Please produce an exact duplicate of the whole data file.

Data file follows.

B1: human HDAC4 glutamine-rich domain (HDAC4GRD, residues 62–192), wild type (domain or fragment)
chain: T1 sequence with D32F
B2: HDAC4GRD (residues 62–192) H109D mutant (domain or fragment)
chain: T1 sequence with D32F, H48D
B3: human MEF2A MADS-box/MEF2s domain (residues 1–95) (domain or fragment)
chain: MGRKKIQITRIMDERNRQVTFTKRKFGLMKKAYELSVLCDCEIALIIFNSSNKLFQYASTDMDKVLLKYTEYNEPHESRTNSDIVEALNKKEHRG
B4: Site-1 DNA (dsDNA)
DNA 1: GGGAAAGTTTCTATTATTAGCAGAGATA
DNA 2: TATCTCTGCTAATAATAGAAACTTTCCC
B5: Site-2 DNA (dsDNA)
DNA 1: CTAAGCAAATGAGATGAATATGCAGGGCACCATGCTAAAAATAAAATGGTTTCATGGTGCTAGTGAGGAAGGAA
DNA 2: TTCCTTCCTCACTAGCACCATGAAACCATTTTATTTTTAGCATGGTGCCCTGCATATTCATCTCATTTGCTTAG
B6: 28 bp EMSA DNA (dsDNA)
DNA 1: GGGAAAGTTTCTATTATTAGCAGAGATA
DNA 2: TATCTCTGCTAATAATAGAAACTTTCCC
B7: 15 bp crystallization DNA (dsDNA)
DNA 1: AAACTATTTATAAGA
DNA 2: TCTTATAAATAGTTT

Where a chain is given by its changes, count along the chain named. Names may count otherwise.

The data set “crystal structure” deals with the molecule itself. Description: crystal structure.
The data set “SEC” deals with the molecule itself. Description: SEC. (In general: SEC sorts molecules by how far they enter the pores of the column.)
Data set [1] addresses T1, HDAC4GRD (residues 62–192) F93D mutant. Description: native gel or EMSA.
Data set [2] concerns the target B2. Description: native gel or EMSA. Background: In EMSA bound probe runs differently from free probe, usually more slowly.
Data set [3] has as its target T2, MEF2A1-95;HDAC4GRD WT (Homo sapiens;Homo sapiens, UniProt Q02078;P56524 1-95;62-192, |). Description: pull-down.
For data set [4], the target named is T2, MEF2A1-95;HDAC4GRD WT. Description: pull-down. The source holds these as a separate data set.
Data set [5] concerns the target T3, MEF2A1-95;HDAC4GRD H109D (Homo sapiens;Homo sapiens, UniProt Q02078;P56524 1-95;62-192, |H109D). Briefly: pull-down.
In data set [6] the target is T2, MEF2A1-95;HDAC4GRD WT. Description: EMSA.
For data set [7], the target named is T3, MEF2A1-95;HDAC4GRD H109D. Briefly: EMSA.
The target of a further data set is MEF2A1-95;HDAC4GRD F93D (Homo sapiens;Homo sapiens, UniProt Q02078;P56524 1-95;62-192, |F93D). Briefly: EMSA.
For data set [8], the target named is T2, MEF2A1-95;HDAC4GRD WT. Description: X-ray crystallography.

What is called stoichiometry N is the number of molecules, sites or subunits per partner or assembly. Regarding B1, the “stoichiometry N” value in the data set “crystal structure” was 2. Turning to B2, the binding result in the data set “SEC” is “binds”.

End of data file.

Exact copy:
B1: human HDAC4 glutamine-rich domain (HDAC4GRD, residues 62–192), wild type (domain or fragment)
chain: T1 sequence with D32F
B2: HDAC4GRD (residues 62–192) H109D mutant (domain or fragment)
chain: T1 sequence with D32F, H48D
B3: human MEF2A MADS-box/MEF2s domain (residues 1–95) (domain or fragment)
chain: MGRKKIQITRIMDERNRQVTFTKRKFGLMKKAYELSVLCDCEIALIIFNSSNKLFQYASTDMDKVLLKYTEYNEPHESRTNSDIVEALNKKEHRG
B4: Site-1 DNA (dsDNA)
DNA 1: GGGAAAGTTTCTATTATTAGCAGAGATA
DNA 2: TATCTCTGCTAATAATAGAAACTTTCCC
B5: Site-2 DNA (dsDNA)
DNA 1: CTAAGCAAATGAGATGAATATGCAGGGCACCATGCTAAAAATAAAATGGTTTCATGGTGCTAGTGAGGAAGGAA
DNA 2: TTCCTTCCTCACTAGCACCATGAAACCATTTTATTTTTAGCATGGTGCCCTGCATATTCATCTCATTTGCTTAG
B6: 28 bp EMSA DNA (dsDNA)
DNA 1: GGGAAAGTTTCTATTATTAGCAGAGATA
DNA 2: TATCTCTGCTAATAATAGAAACTTTCCC
B7: 15 bp crystallization DNA (dsDNA)
DNA 1: AAACTATTTATAAGA
DNA 2: TCTTATAAATAGTTT

Where a chain is given by its changes, count along the chain named. Names may count otherwise.

The data set “crystal structure” deals with the molecule itself. Description: crystal structure.
The data set “SEC” deals with the molecule itself. Description: SEC. (In general: SEC sorts molecules by how far they enter the pores of the column.)
Data set [1] addresses T1, HDAC4GRD (residues 62–192) F93D mutant. Description: native gel or EMSA.
Data set [2] concerns the target B2. Description: native gel or EMSA. Background: In EMSA bound probe runs differently from free probe, usually more slowly.
Data set [3] has as its target T2, MEF2A1-95;HDAC4GRD WT (Homo sapiens;Homo sapiens, UniProt Q02078;P56524 1-95;62-192, |). Description: pull-down.
For data set [4], the target named is T2, MEF2A1-95;HDAC4GRD WT. Description: pull-down. The source holds these as a separate data set.
Data set [5] concerns the target T3, MEF2A1-95;HDAC4GRD H109D (Homo sapiens;Homo sapiens, UniProt Q02078;P56524 1-95;62-192, |H109D). Briefly: pull-down.
In data set [6] the target is T2, MEF2A1-95;HDAC4GRD WT. Description: EMSA.
For data set [7], the target named is T3, MEF2A1-95;HDAC4GRD H109D. Briefly: EMSA.
The target of a further data set is MEF2A1-95;HDAC4GRD F93D (Homo sapiens;Homo sapiens, UniProt Q02078;P56524 1-95;62-192, |F93D). Briefly: EMSA.
For data set [8], the target named is T2, MEF2A1-95;HDAC4GRD WT. Description: X-ray crystallography.

What is called stoichiometry N is the number of molecules, sites or subunits per partner or assembly. Regarding B1, the “stoichiometry N” value in the data set “crystal structure” was 2. Turning to B2, the binding result in the data set “SEC” is “binds”.